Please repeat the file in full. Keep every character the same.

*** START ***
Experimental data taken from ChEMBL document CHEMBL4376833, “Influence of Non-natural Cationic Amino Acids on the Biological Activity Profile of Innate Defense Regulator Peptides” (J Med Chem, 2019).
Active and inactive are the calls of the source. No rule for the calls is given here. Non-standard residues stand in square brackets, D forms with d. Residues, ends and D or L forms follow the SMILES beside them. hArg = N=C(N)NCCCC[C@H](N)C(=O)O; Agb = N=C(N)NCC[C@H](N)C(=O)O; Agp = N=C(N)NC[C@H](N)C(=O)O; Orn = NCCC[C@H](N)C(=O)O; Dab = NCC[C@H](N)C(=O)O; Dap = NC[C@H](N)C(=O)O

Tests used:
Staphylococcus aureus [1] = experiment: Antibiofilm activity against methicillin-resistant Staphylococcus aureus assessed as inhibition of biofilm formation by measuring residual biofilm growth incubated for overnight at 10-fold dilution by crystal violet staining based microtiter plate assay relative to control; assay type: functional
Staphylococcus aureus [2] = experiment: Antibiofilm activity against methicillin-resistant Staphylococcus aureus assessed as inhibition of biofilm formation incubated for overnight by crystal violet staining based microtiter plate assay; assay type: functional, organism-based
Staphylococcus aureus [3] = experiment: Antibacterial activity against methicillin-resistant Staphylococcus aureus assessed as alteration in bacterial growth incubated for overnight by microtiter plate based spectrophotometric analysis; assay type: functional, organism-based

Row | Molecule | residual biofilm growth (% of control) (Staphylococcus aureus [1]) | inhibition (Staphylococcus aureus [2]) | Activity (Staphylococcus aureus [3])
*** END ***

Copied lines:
Experimental data taken from ChEMBL document CHEMBL4376833, “Influence of Non-natural Cationic Amino Acids on the Biological Activity Profile of Innate Defense Regulator Peptides” (J Med Chem, 2019).
Active and inactive are the calls of the source. No rule for the calls is given here. Non-standard residues stand in square brackets, D forms with d. Residues, ends and D or L forms follow the SMILES beside them. hArg = N=C(N)NCCCC[C@H](N)C(=O)O; Agb = N=C(N)NCC[C@H](N)C(=O)O; Agp = N=C(N)NC[C@H](N)C(=O)O; Orn = NCCC[C@H](N)C(=O)O; Dab = NCC[C@H](N)C(=O)O; Dap = NC[C@H](N)C(=O)O

Tests used:
Staphylococcus aureus [1] = experiment: Antibiofilm activity against methicillin-resistant Staphylococcus aureus assessed as inhibition of biofilm formation by measuring residual biofilm growth incubated for overnight at 10-fold dilution by crystal violet staining based microtiter plate assay relative to control; assay type: functional
Staphylococcus aureus [2] = experiment: Antibiofilm activity against methicillin-resistant Staphylococcus aureus assessed as inhibition of biofilm formation incubated for overnight by crystal violet staining based microtiter plate assay; assay type: functional, organism-based
Staphylococcus aureus [3] = experiment: Antibacterial activity against methicillin-resistant Staphylococcus aureus assessed as alteration in bacterial growth incubated for overnight by microtiter plate based spectrophotometric analysis; assay type: functional, organism-based

Row | Molecule | residual biofilm growth (% of control) (Staphylococcus aureus [1]) | inhibition (Staphylococcus aureus [2]) | Activity (Staphylococcus aureus [3])